Although I am not sure if Jack Broughton isn’t maybe a bit too much of a fan of himself. Not quite as bad as Chuck Yeager or Dan Hampton but it feels that way at times when you read the book.


Here’s my funny Chuck Yeager story. In around 2005 I went to one of those summits in Georgia, where attendees pay a fee to listen to famous fighter pilots tell war stories, then have them autograph books and art. The one I attended was especially good, Check Yeager, Bud Anderson, Gunther Rall, and Robin Olds. At the time I was flying a lot of WW2 sims and was thrilled to be in the same room as these men. And since dad had flown Voodoos with Olds in England, was eager to share news from the family.

Rall and Anderson were especially interesting to chat with, both enthusiastic and very much had twinkles in their eyes. Yeager displayed the most bravado and assumed the role of cocky leader of the bunch. Except for one item - a large bandage in the middle of his forehead. When pressed by Olds, he admitted getting bitten by what he called the “gun site” when he taxied his T-6 into a ditch upon arrival earlier that day. That brought huge laughter from both his fellow fighter pilots and the audience.


There is a YT video of 80+ years old Yeager flying in the backseat of an F-15 (taking him supersonic to commemorate his achievement). In it we see something that IMO captures nicely what he stands for.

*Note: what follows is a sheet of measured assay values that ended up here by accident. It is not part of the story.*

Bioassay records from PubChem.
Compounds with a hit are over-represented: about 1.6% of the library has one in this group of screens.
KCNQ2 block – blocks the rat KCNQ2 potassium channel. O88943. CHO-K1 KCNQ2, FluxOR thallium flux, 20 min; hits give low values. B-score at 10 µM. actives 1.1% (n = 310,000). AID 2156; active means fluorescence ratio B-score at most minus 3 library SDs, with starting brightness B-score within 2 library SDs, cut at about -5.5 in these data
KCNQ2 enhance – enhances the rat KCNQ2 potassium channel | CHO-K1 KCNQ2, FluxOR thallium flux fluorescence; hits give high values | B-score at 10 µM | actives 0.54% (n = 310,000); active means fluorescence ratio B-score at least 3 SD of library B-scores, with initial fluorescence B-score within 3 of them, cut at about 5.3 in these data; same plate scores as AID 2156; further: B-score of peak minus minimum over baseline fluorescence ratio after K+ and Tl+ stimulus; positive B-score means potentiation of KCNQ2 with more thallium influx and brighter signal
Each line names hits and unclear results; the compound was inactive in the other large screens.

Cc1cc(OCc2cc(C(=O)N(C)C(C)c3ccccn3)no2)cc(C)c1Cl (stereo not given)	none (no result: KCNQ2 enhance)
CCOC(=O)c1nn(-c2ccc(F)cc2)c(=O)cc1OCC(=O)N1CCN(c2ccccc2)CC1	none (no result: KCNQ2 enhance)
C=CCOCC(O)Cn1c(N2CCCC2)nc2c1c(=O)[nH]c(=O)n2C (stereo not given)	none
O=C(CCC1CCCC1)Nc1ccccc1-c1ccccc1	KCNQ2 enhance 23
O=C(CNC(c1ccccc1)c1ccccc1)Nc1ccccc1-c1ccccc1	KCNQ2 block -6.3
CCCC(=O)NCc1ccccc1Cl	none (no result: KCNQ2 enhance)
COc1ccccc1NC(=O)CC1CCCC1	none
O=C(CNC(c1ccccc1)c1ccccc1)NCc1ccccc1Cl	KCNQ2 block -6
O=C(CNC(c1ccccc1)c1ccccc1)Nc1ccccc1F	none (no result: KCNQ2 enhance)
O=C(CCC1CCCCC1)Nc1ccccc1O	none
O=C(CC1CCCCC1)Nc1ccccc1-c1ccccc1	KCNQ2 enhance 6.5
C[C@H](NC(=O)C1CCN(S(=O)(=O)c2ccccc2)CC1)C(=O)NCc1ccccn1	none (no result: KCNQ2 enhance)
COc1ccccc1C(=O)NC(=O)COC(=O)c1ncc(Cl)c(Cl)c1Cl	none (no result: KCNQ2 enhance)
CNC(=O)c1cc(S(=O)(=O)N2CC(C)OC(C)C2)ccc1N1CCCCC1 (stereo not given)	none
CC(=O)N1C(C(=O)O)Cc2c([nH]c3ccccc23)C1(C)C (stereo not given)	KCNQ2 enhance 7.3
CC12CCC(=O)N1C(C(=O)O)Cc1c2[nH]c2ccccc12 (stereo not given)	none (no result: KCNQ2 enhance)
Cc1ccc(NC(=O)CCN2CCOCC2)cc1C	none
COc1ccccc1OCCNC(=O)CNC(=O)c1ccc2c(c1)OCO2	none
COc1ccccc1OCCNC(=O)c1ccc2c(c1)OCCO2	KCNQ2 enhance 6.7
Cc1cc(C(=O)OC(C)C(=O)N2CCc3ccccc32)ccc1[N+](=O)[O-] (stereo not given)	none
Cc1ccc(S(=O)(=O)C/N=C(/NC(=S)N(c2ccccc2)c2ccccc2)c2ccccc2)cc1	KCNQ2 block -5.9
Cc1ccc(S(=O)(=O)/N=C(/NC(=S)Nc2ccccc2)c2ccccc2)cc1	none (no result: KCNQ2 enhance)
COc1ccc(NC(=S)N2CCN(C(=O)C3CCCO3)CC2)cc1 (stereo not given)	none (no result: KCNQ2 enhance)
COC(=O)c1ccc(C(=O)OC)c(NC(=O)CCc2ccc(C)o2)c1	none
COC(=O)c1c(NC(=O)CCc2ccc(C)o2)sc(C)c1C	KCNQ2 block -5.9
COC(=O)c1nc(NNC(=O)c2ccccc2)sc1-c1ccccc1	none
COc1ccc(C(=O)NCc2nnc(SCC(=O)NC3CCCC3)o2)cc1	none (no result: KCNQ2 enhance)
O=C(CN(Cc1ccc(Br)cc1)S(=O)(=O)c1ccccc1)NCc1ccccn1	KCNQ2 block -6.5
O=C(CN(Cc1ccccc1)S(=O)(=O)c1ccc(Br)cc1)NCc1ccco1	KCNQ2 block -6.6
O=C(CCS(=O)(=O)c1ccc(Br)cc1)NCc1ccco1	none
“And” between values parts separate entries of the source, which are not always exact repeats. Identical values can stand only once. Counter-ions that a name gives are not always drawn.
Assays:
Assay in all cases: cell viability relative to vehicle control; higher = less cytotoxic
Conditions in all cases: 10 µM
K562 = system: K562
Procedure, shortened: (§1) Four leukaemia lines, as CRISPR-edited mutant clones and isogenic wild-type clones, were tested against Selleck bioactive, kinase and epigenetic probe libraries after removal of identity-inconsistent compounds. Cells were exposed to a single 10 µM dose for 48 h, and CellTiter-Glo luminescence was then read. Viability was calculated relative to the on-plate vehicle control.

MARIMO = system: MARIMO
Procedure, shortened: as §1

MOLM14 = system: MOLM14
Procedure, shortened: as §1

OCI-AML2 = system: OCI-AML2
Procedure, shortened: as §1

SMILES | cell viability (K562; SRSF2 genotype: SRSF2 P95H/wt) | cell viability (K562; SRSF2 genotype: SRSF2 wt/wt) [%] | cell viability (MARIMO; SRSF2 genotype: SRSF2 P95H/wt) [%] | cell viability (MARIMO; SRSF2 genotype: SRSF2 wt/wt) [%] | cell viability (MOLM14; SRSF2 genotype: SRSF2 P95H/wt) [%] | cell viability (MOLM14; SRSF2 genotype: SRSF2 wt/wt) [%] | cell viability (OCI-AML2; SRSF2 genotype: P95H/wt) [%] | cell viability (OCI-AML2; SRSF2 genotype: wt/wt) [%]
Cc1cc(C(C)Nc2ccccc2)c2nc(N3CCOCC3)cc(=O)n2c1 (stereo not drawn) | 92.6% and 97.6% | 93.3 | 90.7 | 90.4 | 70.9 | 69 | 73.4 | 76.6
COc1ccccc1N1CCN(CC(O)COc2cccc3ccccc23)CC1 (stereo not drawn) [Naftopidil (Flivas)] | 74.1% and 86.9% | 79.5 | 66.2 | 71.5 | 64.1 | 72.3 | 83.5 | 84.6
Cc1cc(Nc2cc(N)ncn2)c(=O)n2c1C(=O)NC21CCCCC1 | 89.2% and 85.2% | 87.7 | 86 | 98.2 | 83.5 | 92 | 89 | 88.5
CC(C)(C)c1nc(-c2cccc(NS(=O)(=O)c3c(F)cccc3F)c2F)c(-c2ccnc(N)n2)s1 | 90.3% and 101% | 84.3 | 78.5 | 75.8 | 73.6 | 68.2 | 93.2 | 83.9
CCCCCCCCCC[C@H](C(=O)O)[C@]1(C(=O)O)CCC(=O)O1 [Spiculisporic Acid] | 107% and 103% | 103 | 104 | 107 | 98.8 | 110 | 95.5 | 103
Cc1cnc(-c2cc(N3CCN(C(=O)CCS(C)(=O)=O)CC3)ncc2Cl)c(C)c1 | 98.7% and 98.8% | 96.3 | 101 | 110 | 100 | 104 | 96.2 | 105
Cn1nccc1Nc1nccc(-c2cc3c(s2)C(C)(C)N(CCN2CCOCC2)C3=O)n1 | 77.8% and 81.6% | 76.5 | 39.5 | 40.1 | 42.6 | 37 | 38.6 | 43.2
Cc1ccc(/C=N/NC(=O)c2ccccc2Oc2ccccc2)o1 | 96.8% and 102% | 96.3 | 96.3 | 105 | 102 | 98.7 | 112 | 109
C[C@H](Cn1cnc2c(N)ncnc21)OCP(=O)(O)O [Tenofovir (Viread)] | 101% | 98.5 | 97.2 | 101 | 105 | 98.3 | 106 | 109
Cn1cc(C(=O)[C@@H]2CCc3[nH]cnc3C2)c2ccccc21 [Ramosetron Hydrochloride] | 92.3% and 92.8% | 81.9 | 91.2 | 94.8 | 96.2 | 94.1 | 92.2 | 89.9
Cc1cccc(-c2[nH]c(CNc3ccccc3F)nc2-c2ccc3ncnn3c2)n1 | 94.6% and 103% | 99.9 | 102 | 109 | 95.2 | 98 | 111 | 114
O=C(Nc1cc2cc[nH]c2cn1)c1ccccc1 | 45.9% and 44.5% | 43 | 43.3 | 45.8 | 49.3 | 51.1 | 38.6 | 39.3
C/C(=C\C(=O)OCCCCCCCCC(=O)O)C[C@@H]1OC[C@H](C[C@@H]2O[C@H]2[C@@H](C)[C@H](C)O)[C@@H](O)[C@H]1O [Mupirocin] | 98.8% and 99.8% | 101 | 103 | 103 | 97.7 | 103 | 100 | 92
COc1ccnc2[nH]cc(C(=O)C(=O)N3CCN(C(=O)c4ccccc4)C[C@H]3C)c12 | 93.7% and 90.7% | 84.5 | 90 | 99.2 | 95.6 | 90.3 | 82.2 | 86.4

They strap him in and he points at an instrument and asks what it is. He is getting told that it is the AoA indexer. He comments “if you don’t know what your AoA is you shouldn’t be flying”.

Well… let’s be respectful and say that in the world that he is from that was (mostly) true. He was a “by the seat of your pants” flyer. That tends to kill you in modern fighters. They have those instruments for a reason, and can fly at ridiculous angles of attack that you cannot just “feel”.
He was a good pilot, but today’s fighter pilots are not (his words not mine) “uneducated hillbillies with good eyes, fast reflexes and good instincts”. They know their way around computers, have a fairly good grasp of flight physics, and can quickly process all those different instrument outputs. A completely different skill set than in his time. I am not sure he understood that.

There are several interviews of his in which he says similar things, and his book also contains a few parts in which he comes across as dismissive toward highly educated people as well as science and advanced echnology.

Edit for typos/structure.


Was that in 2003?

People get old, even our idols. Heck, it may even happen to me one day, so I have a little grace. :slightly_smiling_face:


I want to say that it was '05 or '06 since Gen. Olds passed in '07 and I remember thinking that I was lucky to have met him as an adult. Will look for some photos. Col. Anderson is the only one left.


I am ok to allowe him that pleasure :slight_smile:

… because his book is full of great detail about the way they fought in the Thuds up there.

didnt have the pleasure yet to read on the same subject from Ed Rasimus but looking forward to it.


I like both Broughton and Rasimus, but overall I found the latter’s two books more enjoyable overall. Definitely recommended!